The main() sub needs to check over the command-line arguments, then use File::Find to populate @FILES. Rather than write the entire find callback in-line, this time I feel it's big enough to put in its own subroutine. The second main step that needs to happen is sorting @FILES by the chosen attribute - I'm using the variant of Perl's builtin sort that allows you to specify the name of a subroutine to use to do the sorting.

sub main
   # We accept exactly one argument not covered by Getopt::Long : which dir to operate on.
   my $dir = shift @ARGV;
   die "Need to supply a directory name!" unless (defined $dir && -d $dir);
   die "Need to supply a --size!" unless (defined $opts{size});
   die "--move option needs a directory to move to!" if ($opts{move} && ! -d $opts{move});

   # Adjust options based on command line.
   my $size = parse_size($opts{size});
   $TIME_ATTR = "atime" if ($opts{atime});
   $TIME_ATTR = "mtime" if ($opts{mtime});
   $TIME_ATTR = "ctime" if ($opts{ctime});
   $TIME_ATTR = "basename" if ($opts{basename});
   $TIME_ATTR = "pathname" if ($opts{pathname});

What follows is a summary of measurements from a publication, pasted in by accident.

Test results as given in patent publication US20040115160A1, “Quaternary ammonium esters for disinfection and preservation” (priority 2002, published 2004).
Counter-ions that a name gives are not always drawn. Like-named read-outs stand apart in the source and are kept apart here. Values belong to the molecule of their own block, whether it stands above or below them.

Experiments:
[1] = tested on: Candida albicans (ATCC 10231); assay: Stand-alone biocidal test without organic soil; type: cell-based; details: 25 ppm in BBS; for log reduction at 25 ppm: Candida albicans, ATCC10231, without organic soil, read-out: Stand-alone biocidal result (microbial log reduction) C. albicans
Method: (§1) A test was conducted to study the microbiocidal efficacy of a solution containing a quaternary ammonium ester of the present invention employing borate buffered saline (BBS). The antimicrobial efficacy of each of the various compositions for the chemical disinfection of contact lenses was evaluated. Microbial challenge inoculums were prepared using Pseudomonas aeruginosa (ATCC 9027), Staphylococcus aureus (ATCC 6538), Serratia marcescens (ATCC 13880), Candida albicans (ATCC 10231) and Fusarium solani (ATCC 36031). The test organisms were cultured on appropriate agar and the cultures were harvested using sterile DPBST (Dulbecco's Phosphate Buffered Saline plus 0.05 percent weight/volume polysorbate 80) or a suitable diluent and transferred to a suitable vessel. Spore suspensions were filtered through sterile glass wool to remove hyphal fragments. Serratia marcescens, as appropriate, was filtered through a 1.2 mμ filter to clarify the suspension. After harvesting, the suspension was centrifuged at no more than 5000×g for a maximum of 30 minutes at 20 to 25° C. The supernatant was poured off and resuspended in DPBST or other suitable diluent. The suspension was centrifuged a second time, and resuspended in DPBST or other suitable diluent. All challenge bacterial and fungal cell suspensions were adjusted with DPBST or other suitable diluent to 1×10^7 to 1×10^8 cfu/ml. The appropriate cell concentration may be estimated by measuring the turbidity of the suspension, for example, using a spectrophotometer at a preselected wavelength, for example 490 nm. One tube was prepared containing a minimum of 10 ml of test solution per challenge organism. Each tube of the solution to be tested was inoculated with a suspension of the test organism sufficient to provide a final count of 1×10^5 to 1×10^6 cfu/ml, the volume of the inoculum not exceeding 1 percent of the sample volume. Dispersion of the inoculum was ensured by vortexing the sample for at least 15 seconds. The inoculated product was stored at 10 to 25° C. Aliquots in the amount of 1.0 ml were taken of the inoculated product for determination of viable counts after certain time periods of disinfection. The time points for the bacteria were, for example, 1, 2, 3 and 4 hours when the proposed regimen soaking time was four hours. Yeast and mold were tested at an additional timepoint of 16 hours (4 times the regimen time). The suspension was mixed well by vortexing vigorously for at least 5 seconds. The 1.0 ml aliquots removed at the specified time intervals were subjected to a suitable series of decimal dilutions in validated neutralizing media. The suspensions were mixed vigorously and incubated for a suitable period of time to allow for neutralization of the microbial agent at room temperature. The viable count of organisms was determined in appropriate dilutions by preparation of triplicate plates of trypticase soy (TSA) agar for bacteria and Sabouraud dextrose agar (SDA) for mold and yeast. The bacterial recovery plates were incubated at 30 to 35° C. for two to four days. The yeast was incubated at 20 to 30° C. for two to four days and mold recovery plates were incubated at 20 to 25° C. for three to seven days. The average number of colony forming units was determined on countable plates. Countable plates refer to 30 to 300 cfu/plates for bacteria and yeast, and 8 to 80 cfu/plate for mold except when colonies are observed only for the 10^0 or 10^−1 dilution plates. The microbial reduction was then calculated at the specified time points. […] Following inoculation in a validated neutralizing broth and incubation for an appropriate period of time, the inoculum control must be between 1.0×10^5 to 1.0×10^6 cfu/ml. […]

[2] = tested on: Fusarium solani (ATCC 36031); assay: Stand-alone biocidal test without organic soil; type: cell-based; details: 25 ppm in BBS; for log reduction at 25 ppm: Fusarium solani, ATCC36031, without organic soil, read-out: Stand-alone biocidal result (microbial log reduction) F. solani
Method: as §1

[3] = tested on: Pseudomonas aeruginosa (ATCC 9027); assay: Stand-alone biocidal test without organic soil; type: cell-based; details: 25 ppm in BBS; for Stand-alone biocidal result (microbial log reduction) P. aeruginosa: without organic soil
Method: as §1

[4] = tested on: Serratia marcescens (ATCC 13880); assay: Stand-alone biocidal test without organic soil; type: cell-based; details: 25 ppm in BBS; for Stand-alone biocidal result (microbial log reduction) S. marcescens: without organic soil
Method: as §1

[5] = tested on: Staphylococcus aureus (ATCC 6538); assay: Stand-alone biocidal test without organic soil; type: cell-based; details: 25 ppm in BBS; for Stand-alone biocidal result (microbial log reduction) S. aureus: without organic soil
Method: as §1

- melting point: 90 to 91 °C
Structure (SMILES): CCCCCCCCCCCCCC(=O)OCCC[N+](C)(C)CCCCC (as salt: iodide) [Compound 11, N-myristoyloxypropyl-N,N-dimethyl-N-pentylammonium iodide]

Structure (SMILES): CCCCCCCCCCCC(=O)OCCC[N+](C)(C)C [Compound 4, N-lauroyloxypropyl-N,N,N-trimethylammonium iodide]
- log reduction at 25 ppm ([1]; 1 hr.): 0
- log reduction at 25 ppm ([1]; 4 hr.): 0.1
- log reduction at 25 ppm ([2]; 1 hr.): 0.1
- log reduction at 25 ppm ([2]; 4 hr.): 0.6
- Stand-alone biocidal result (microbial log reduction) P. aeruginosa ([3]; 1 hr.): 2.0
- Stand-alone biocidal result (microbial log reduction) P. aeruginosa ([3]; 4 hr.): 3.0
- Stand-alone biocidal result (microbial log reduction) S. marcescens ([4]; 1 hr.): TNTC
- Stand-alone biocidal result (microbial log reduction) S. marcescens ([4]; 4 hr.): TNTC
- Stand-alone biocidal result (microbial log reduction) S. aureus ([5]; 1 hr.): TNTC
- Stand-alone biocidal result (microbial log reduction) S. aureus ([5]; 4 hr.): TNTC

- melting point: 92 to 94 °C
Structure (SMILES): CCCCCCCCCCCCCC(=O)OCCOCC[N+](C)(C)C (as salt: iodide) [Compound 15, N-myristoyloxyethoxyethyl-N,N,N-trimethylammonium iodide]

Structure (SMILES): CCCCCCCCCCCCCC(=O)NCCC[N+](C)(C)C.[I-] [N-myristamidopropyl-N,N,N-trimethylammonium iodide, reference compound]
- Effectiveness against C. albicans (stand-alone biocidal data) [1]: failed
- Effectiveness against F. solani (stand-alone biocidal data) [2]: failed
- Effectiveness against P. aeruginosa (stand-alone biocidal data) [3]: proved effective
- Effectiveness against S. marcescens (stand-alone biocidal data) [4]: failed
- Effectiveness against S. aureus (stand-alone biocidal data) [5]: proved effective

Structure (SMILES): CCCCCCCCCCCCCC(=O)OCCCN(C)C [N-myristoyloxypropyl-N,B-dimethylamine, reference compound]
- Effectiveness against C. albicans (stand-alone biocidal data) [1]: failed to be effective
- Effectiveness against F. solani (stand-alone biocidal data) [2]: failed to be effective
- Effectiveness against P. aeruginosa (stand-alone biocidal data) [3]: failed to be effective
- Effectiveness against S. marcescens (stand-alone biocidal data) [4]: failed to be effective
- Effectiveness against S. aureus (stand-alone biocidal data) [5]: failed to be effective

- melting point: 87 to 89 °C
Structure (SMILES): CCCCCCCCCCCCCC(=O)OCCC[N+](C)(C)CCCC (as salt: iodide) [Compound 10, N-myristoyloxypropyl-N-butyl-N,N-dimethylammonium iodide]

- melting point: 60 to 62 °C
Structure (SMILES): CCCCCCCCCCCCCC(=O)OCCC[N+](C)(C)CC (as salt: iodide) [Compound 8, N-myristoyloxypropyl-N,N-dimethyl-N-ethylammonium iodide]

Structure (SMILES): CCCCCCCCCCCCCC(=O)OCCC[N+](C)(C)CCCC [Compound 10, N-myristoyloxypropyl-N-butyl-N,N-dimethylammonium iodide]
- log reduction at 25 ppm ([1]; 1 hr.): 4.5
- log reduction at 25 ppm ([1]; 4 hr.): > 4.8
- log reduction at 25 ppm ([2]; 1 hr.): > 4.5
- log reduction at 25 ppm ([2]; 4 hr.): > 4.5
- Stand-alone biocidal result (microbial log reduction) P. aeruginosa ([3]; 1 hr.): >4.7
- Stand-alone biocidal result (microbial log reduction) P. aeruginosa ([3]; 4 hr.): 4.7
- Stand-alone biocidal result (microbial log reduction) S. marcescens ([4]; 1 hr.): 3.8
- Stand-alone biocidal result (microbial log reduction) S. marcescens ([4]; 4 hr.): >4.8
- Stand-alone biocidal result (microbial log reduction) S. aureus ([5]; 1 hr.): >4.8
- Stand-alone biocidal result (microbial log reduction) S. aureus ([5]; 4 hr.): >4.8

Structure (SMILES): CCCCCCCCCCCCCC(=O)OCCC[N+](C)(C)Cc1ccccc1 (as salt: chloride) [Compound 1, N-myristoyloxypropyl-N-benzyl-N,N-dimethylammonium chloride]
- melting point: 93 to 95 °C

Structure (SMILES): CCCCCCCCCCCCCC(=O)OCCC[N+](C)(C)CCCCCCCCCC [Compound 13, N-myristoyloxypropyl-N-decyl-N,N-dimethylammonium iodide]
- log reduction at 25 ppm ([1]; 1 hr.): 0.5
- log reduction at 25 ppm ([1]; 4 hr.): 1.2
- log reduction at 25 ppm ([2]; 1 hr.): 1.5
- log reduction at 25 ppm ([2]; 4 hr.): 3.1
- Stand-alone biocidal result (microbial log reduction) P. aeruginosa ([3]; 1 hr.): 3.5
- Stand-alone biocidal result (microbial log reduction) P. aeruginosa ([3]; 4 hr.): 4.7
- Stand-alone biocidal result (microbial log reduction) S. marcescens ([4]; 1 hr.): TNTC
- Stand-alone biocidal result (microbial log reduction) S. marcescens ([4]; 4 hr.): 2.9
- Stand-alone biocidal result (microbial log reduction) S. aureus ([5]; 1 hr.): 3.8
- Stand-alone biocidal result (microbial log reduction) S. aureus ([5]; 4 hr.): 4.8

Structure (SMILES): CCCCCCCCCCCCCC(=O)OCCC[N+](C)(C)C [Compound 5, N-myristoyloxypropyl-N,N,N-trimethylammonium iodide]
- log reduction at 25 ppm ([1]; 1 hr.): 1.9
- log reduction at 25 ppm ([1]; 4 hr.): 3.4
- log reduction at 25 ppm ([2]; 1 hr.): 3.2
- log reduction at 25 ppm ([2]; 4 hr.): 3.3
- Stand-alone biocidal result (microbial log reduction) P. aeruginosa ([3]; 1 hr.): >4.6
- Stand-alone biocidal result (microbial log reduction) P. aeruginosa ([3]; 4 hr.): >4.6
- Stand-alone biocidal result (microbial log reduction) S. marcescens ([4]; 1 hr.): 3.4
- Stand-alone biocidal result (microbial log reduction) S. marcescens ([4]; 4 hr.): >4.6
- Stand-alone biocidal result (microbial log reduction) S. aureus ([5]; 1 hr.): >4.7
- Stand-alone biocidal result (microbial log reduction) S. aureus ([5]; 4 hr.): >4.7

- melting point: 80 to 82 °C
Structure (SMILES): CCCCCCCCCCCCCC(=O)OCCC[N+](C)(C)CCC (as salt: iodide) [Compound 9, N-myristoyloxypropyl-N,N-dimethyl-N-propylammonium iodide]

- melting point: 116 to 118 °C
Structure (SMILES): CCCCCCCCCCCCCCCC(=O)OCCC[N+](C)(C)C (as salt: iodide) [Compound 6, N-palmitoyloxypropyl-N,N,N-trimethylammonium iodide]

# Collate file info. This fills in @FILES.
   find({ wanted => \&find_callback, no_chdir => 1 }, $dir);

   # Sort by mtime (or whatever was set in $TIME_ATTR)
   my @sorted_files = reverse sort by_time_attr @FILES;  # highest mtime first (oldest last)

   # Make a cut if you go above the limit.
   my ($keep_files, $cull_files) = split_files_after_limit($size, @sorted_files);

   print "Keeping ", scalar @$keep_files, " files:-\n" if ($opts{verbose});
   print_files(@$keep_files) if ($opts{verbose});

   if ($opts{move}) {
      print "\nMoving ", scalar @$cull_files, " files:-\n" if ($opts{verbose});
      print_files(@$cull_files) if ($opts{verbose});

   } elsif ($opts{delete}) {
      print "\nDeleting ", scalar @$cull_files, " files:-\n" if ($opts{verbose});
      print_files(@$cull_files) if ($opts{verbose});

   } else {
      print "\nWould Cull ", scalar @$cull_files, " files:-\n" if ($opts{verbose});
      print_files(@$cull_files) if ($opts{verbose});

We further delegate the actual splitting of the list of files to another subroutine, split_files_after_limit(), and finally act on --delete or --move if they were specified.

So, what do the finding and sorting callbacks look like?

sub find_callback
   # We want to use File::Find's no_chdir option, so we want to figure out the basename by ourselves.
   my $pathname = $File::Find::name;
   my $basename = basename($pathname);

   # Don't match dotfiles.
   return if ($basename =~ /^\./);
   # We only care about files, not dirs.
   return unless (-f $pathname);

   # Collect stats.